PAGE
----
Healthy Lifestyle

Gifts They Won't Forget

Gifts they wont forget piper potteryIt’s been quite the week for store associates and holiday shoppers across the country. Black Friday and Cyber Monday are the busiest shopping days of the year, but what if the best gifts don’t come in a box?

In our family, some of the most cherished gifts are things you can’t wrap under the tree. Most of us don’t need more material goods, so giving experiences can be a great way to express your love and make memories that last! 

One of my favorite gifts from my parents was a family membership to the Naperville Children's Museum. We used the gift throughout the year and thought of them every time we went. 

Let’s look at some ideas for experiences your loved ones may enjoy!



Most children have over seventy toys but only play with about ten of them. That’s why experiences are so great. They will have the memory far longer than they will enjoy a toy. Think about getting them a/an…

  • membership to the Zoo (Brookfield Zoo and Cosley Zoo are both great)
  • gift card to the movie theater (with money for popcorn of course)
  • membership to the DuPage Children's Museum
  • kid's manicure/pedicure
  • ride on the Metra (into the city or to Toot Toot’s restaurant in Glen Ellyn)
  • horse riding lesson
  • outing to a sporting event
  • pass to Fox Bowl
  • ticket to a children’s show
  • series of swim lessons



Teens have outgrown most toys, but money feels so impersonal. A great solution is to give them an experience they would love! Perhaps they would like a/an…

  • gift card to the movie theater (with money for snacks)
  • manicure/pedicure
  • ticket to a show at a local theater
  • outing to a sporting event
  • Spotify gift card 
  • craft class (pottery, macramé, etc.)
  • horseback riding lesson
  • music class
  • escape room experience



Many of us have more things than we know what to do with. Organizing all of them can be overwhelming. That’s why experiences are so valuable. Some ideas for adults include a/an…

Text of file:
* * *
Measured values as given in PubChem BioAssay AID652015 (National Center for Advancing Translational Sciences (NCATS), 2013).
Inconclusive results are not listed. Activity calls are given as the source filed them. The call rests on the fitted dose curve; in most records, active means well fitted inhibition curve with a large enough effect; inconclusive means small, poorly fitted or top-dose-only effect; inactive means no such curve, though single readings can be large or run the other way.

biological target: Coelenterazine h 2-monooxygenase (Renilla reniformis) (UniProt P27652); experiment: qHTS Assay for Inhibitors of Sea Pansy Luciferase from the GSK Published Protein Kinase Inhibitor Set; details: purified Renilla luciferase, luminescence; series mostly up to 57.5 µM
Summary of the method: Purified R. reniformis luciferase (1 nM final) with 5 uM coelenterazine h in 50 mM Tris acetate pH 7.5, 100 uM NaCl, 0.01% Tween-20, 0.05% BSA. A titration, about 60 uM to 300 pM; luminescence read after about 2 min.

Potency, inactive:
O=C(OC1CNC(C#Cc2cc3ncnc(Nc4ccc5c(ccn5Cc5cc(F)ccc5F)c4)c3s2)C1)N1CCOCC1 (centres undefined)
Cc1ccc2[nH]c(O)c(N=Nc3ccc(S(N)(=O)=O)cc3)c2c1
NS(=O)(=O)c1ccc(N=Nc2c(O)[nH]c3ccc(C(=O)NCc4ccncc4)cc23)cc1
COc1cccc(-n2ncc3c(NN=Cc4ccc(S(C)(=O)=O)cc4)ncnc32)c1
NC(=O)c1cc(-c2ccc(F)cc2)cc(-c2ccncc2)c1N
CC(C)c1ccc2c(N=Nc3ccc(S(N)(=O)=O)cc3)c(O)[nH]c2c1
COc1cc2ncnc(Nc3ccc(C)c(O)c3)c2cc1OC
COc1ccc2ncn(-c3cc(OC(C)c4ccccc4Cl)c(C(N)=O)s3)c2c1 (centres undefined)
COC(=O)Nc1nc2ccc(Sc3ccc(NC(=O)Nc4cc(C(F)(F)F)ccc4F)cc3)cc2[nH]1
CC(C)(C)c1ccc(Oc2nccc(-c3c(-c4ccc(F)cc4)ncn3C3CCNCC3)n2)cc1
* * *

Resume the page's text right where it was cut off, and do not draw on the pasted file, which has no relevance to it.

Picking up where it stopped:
• ticket to a sporting event
  • manicure/pedicure
  • foot, back, or full-body massage
  • ticket to a show at a local theater
  • Spotify gift card
  • store membership (Costo, Sam's Club, etc.)
  • escape room experience
  • ax throwing experience
  • coupon for watching their kids
  • coupon for making them dinner
  • weekend away
  • cooking class
  • sip and paint night
  • craft class (pottery, macramé, etc.)
  • trip away through extra airline miles
  • membership to the Morton Arboretum


Giving experiential gifts is meaningful and keeps things simple.  I’d love to hear if you use any of these ideas or come up with others on your own!

Dr. Jamie


*As an Amazon Associate, I earn a small commission from qualifying purchases made through the links.


Holding on to Gratitude

thanksgiving gratitude piperThis year the list of things my girls are thankful for includes mom, dad, sisters, friends, string cheese, cookies, candy, rainbows, and unicorns!

Focusing on gratitude this season is lovely, but expressing genuine gratitude can be a healing practice all year round. So, let’s use this holiday to set the tone for the rest of the year by creating a gratitude practice. 

A gratitude practice is different from having an "attitude of gratitude" or "looking on the bright side of things." It is more intentional than just being optimistic or thankful from time to time and requires a decision to set aside time for gratitude each day. 

It’s a simple thing that will benefit your physical, psychological, and social well-being. Since it's free, does not take much time, and can be done in the privacy of your own home anyone can do it.  

Let's explore some of these benefits and consider how to incorporate a gratitude practice into our lives.


The Benefits of Gratitude

Feeling gratitude is good for our brains activating the hypothalamus and flooding our brains with the feel-good hormone dopamine. Some studies have found it decreased the prominent stress hormone cortisol and blood pressure while increasing heart rate variability. 

Robert Emmons, the world’s leading scientific expert on gratitude, found that people who consistently practice gratitude report many physical, psychological, and social benefits such as:


  • Stronger immune systems
  • Less bothered by aches and pains
  • Lower blood pressure
  • Exercise more 
  • Take better care of their health
  • Sleep longer
  • Feel more refreshed upon waking



  • Higher levels of positive emotions
  • More alert, alive, and awake